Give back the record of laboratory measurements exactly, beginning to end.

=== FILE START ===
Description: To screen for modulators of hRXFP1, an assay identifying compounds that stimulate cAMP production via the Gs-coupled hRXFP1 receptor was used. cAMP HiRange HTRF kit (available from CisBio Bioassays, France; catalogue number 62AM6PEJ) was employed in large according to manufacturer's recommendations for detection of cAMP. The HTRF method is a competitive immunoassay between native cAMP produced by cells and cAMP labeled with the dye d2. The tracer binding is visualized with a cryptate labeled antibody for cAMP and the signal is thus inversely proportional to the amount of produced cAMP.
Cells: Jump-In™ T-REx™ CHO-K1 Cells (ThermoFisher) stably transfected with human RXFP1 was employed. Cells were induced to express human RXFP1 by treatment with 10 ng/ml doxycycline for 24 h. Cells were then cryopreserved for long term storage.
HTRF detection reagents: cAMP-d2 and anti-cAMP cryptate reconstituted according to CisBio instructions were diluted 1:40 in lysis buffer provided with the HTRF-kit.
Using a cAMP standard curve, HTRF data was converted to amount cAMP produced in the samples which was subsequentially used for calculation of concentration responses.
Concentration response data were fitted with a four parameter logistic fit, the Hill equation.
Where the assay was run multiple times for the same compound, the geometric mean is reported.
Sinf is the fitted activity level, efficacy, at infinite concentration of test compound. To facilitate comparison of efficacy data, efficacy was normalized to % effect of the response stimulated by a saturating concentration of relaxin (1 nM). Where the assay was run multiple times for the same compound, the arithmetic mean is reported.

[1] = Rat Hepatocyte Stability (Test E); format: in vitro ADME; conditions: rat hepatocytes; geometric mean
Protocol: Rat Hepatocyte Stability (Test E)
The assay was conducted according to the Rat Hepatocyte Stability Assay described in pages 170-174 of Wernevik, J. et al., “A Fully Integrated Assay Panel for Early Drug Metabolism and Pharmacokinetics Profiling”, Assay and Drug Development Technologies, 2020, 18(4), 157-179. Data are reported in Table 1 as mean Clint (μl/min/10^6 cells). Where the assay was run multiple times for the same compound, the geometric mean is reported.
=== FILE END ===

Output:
Description: To screen for modulators of hRXFP1, an assay identifying compounds that stimulate cAMP production via the Gs-coupled hRXFP1 receptor was used. cAMP HiRange HTRF kit (available from CisBio Bioassays, France; catalogue number 62AM6PEJ) was employed in large according to manufacturer's recommendations for detection of cAMP. The HTRF method is a competitive immunoassay between native cAMP produced by cells and cAMP labeled with the dye d2. The tracer binding is visualized with a cryptate labeled antibody for cAMP and the signal is thus inversely proportional to the amount of produced cAMP.
Cells: Jump-In™ T-REx™ CHO-K1 Cells (ThermoFisher) stably transfected with human RXFP1 was employed. Cells were induced to express human RXFP1 by treatment with 10 ng/ml doxycycline for 24 h. Cells were then cryopreserved for long term storage.
HTRF detection reagents: cAMP-d2 and anti-cAMP cryptate reconstituted according to CisBio instructions were diluted 1:40 in lysis buffer provided with the HTRF-kit.
Using a cAMP standard curve, HTRF data was converted to amount cAMP produced in the samples which was subsequentially used for calculation of concentration responses.
Concentration response data were fitted with a four parameter logistic fit, the Hill equation.
Where the assay was run multiple times for the same compound, the geometric mean is reported.
Sinf is the fitted activity level, efficacy, at infinite concentration of test compound. To facilitate comparison of efficacy data, efficacy was normalized to % effect of the response stimulated by a saturating concentration of relaxin (1 nM). Where the assay was run multiple times for the same compound, the arithmetic mean is reported.

[1] = Rat Hepatocyte Stability (Test E); format: in vitro ADME; conditions: rat hepatocytes; geometric mean
Protocol: Rat Hepatocyte Stability (Test E)
The assay was conducted according to the Rat Hepatocyte Stability Assay described in pages 170-174 of Wernevik, J. et al., “A Fully Integrated Assay Panel for Early Drug Metabolism and Pharmacokinetics Profiling”, Assay and Drug Development Technologies, 2020, 18(4), 157-179. Data are reported in Table 1 as mean Clint (μl/min/10^6 cells). Where the assay was run multiple times for the same compound, the geometric mean is reported.